First of all, a good friend made sure we knew about this:
There is a fundraiser for Duke Childrens today through Thursday. It is being hosted by a local radio station. Please go here for more information. There are SO many nice programs for families of sick children at Duke and those programs are funded via fundraisers such as these. If you have the time and maybe a few dollars to spare, please call and make a donation.
Riley had his 4 Month old pediatrician appointment today. He only gained 1 ounce since last weeks weigh in so he's 10lbs 14oz and 23 3/4 inches long. he goes back to the GI doctor this Thursday, so we'll see what kind of changes he makes to his feeds. he got 3 shots and we have to ask the GI doc about the rotovirus vaccine before he can have it. Other than pretty much NO weight gain, he looked great and is doing all the things a normal 4month old should be developmentally. Always good news considering the amount of time he was hospitalized.
I got the nicest message today from a woman I have never met. Somehow, she and an online group of mommies got word of my blog and they have followed it daily it sounds like. But the interesting part is she is struggling with an incompetent cervix and feels fairly certain that she will be having a fairly young preemie in the near future. She asked me if I could give her any advice for weathering months in the NICU. Wow. I'm not sure if anything I would have to say would be of much use, but I replied back to her earlier today and as I was sitting here just now, I thought to myself: someday, someone may google something that brings them to my blog and this sort of thing could MAYBE help them. It may not, it may just be a bunch of words and be of no interest. But just in case, I'm gonna copy and paste what I emailed back to Amanda today. I know I wish these were things that I knew about when Riley was first born and got sick. Feel free to stop reading now!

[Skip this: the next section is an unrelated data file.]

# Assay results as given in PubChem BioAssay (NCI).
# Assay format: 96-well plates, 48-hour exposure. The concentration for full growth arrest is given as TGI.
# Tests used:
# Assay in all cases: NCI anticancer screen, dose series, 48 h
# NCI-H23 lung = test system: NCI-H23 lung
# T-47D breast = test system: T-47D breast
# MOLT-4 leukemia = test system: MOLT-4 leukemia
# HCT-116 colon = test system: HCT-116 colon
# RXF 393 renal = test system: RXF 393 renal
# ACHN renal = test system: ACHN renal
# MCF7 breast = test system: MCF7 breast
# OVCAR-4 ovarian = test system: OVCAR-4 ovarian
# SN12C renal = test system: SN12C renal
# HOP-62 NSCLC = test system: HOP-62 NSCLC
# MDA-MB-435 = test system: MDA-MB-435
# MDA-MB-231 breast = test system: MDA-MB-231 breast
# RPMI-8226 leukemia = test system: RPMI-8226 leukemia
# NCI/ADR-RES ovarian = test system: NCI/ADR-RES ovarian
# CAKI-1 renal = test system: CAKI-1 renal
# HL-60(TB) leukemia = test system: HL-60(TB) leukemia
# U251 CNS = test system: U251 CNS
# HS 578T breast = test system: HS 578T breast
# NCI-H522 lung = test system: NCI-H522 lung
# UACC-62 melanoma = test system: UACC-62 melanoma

1). The nurses your baby will have can be your biggest allies. Get to know them and respect them.
2). With that in mind, when you meet a new nurse that you really like and are comfortable with, ask them if they would be on your babies team. These nurses are worth their weight in gold and then some. You WILL have to leave your babies side while they are in there, and when you know you have GREAT nurses caring for him/her, it makes leaving them SO much less stressful.
3). You may have some nurses that you really dislike. This only happened a few times for us. We found nurses fell into 3 categories: they were either FANTASTIC in every way....or, they were a really good nurse, but it always seemed like just a job, not a passion like others...or, we didn't want them caring for Riley ever again. The ones that fit the bill of the last type, we politely asked that they not care for him again. YOU HAVE THAT RIGHT. We had 3 the entire time, but Duke and NHRMC combined that we asked not to care for Riley again. The rest of our nurses were great. True, some treat it like it's just a job, and that is disheartening compared to the one's that are truly passionate about the work they are doing in the NICU, but as long as they are a good nurse and know what they are doing, it was ok.
4). If your baby is in a teaching hospital, prepare to be BOMBARDED by residents (new doctors just out of med school), fellows (doctors who have completed their residency in pediatrics and now are specializing in neonatology) and attendings (the docs who have been through all their training and are in charge), Neonatal nurse practitioners, the bedside nurse and doctors of all sorts of other specialties (and likely residents as well) depending on your babies needs. It's confusing and it's frustrating. Learn to ask your questions mainly to the fellows and attendings, unless you have a REALLY knowledgeable resident. We lucked up with 2 really knowledgeable residents and then other not so knowledgeable. The residents rotate thorugh every 2 weeks, so you'll see a lot of different ones of them.
5). Make friends. You'll spend a LOT of time at the handwashing sink and see a lot of other parents. Speak to them and make friends. It helps. a lot.
6). After your babies been in the NICU for 2+ months (just a random figure), resist the urge to smack the "baby daddy" complaining at the handwashing sink that his baby been in there 5 days and he's sick of it already. Smacking him won't help and think back to how hard it was for you when YOUR baby had been in there 5 days already. It takes a while to get used to NICU life. After awhile, unfortunately, you'll develop a routine and while it's still hard, it becomes life.